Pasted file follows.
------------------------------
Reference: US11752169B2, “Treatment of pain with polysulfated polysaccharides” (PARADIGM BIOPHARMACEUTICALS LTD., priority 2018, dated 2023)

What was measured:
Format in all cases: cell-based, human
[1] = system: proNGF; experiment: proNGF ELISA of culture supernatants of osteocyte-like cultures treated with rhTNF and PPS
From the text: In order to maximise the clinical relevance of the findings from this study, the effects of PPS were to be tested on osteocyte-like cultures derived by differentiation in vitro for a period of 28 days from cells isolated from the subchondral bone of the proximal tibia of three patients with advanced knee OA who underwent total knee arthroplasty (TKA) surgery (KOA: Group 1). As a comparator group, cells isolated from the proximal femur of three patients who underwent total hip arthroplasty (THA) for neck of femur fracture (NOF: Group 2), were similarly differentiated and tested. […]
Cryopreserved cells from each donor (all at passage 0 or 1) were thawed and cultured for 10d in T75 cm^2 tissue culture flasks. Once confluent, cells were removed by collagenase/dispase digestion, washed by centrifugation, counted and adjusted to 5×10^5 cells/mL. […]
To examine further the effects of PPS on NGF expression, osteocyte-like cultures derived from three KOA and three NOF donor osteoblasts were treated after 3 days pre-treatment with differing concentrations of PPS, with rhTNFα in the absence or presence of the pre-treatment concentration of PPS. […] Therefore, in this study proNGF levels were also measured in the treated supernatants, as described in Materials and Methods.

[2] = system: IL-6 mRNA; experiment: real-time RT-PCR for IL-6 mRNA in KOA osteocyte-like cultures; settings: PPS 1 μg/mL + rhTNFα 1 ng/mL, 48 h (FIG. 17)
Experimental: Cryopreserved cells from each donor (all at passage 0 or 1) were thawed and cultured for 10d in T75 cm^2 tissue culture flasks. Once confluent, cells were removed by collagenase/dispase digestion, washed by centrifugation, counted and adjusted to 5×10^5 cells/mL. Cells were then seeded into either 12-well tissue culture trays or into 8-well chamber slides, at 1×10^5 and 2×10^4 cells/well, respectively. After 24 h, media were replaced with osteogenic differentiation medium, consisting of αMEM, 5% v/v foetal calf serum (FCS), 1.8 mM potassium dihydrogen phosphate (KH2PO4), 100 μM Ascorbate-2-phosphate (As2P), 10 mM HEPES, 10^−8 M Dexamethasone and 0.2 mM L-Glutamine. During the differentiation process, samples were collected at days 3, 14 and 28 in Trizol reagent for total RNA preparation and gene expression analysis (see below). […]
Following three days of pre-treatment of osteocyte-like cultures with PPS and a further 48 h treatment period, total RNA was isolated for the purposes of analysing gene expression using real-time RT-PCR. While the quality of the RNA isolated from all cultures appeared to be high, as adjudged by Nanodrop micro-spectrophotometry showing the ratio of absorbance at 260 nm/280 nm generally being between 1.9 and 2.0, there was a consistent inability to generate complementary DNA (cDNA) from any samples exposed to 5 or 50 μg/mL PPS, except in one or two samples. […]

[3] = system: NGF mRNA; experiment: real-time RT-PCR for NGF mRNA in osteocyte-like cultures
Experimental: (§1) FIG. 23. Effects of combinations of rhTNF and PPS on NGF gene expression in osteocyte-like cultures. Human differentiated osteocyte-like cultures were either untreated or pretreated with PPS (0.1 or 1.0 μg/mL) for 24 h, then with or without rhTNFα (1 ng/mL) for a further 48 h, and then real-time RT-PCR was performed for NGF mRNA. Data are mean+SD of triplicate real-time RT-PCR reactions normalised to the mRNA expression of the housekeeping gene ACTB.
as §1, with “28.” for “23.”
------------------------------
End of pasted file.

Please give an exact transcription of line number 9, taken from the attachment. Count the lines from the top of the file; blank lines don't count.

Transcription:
Experimental: Cryopreserved cells from each donor (all at passage 0 or 1) were thawed and cultured for 10d in T75 cm^2 tissue culture flasks. Once confluent, cells were removed by collagenase/dispase digestion, washed by centrifugation, counted and adjusted to 5×10^5 cells/mL. Cells were then seeded into either 12-well tissue culture trays or into 8-well chamber slides, at 1×10^5 and 2×10^4 cells/well, respectively. After 24 h, media were replaced with osteogenic differentiation medium, consisting of αMEM, 5% v/v foetal calf serum (FCS), 1.8 mM potassium dihydrogen phosphate (KH2PO4), 100 μM Ascorbate-2-phosphate (As2P), 10 mM HEPES, 10^−8 M Dexamethasone and 0.2 mM L-Glutamine. During the differentiation process, samples were collected at days 3, 14 and 28 in Trizol reagent for total RNA preparation and gene expression analysis (see below). […]